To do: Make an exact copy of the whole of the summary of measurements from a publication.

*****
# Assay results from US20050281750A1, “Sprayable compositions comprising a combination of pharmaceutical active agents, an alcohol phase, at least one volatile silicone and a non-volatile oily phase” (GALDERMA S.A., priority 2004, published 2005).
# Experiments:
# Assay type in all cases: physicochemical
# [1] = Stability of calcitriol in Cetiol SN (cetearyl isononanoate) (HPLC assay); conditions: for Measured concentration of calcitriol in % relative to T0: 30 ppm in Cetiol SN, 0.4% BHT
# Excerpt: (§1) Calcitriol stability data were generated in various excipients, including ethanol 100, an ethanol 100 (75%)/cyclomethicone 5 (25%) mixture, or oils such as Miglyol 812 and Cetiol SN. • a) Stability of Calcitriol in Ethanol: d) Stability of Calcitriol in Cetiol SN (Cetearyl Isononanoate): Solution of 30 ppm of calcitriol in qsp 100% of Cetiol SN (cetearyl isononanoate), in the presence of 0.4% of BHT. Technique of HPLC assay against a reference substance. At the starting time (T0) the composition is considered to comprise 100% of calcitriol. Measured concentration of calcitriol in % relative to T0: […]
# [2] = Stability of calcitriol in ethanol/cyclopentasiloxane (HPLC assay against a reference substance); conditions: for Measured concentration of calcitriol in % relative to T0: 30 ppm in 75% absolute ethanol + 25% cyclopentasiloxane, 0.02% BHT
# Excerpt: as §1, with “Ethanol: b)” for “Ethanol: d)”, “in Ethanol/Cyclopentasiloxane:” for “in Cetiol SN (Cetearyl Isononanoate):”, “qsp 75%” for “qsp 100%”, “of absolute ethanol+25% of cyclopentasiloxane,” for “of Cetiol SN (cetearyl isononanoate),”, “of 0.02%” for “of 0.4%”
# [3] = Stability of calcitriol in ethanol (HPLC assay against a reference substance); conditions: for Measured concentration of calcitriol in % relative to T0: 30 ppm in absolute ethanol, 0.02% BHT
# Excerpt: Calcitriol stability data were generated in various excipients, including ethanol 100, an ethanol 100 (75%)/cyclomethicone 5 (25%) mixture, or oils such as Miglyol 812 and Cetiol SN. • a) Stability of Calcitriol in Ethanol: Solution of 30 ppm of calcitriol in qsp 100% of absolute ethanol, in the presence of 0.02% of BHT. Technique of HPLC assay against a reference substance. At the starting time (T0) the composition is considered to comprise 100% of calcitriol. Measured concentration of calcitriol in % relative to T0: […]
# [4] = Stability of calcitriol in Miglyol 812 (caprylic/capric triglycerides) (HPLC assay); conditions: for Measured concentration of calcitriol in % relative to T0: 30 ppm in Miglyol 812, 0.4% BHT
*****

# Assay results from US20050281750A1, “Sprayable compositions comprising a combination of pharmaceutical active agents, an alcohol phase, at least one volatile silicone and a non-volatile oily phase” (GALDERMA S.A., priority 2004, published 2005).
# Experiments:
# Assay type in all cases: physicochemical
# [1] = Stability of calcitriol in Cetiol SN (cetearyl isononanoate) (HPLC assay); conditions: for Measured concentration of calcitriol in % relative to T0: 30 ppm in Cetiol SN, 0.4% BHT
# Excerpt: (§1) Calcitriol stability data were generated in various excipients, including ethanol 100, an ethanol 100 (75%)/cyclomethicone 5 (25%) mixture, or oils such as Miglyol 812 and Cetiol SN. • a) Stability of Calcitriol in Ethanol: d) Stability of Calcitriol in Cetiol SN (Cetearyl Isononanoate): Solution of 30 ppm of calcitriol in qsp 100% of Cetiol SN (cetearyl isononanoate), in the presence of 0.4% of BHT. Technique of HPLC assay against a reference substance. At the starting time (T0) the composition is considered to comprise 100% of calcitriol. Measured concentration of calcitriol in % relative to T0: […]
# [2] = Stability of calcitriol in ethanol/cyclopentasiloxane (HPLC assay against a reference substance); conditions: for Measured concentration of calcitriol in % relative to T0: 30 ppm in 75% absolute ethanol + 25% cyclopentasiloxane, 0.02% BHT
# Excerpt: as §1, with “Ethanol: b)” for “Ethanol: d)”, “in Ethanol/Cyclopentasiloxane:” for “in Cetiol SN (Cetearyl Isononanoate):”, “qsp 75%” for “qsp 100%”, “of absolute ethanol+25% of cyclopentasiloxane,” for “of Cetiol SN (cetearyl isononanoate),”, “of 0.02%” for “of 0.4%”
# [3] = Stability of calcitriol in ethanol (HPLC assay against a reference substance); conditions: for Measured concentration of calcitriol in % relative to T0: 30 ppm in absolute ethanol, 0.02% BHT
# Excerpt: Calcitriol stability data were generated in various excipients, including ethanol 100, an ethanol 100 (75%)/cyclomethicone 5 (25%) mixture, or oils such as Miglyol 812 and Cetiol SN. • a) Stability of Calcitriol in Ethanol: Solution of 30 ppm of calcitriol in qsp 100% of absolute ethanol, in the presence of 0.02% of BHT. Technique of HPLC assay against a reference substance. At the starting time (T0) the composition is considered to comprise 100% of calcitriol. Measured concentration of calcitriol in % relative to T0: […]
# [4] = Stability of calcitriol in Miglyol 812 (caprylic/capric triglycerides) (HPLC assay); conditions: for Measured concentration of calcitriol in % relative to T0: 30 ppm in Miglyol 812, 0.4% BHT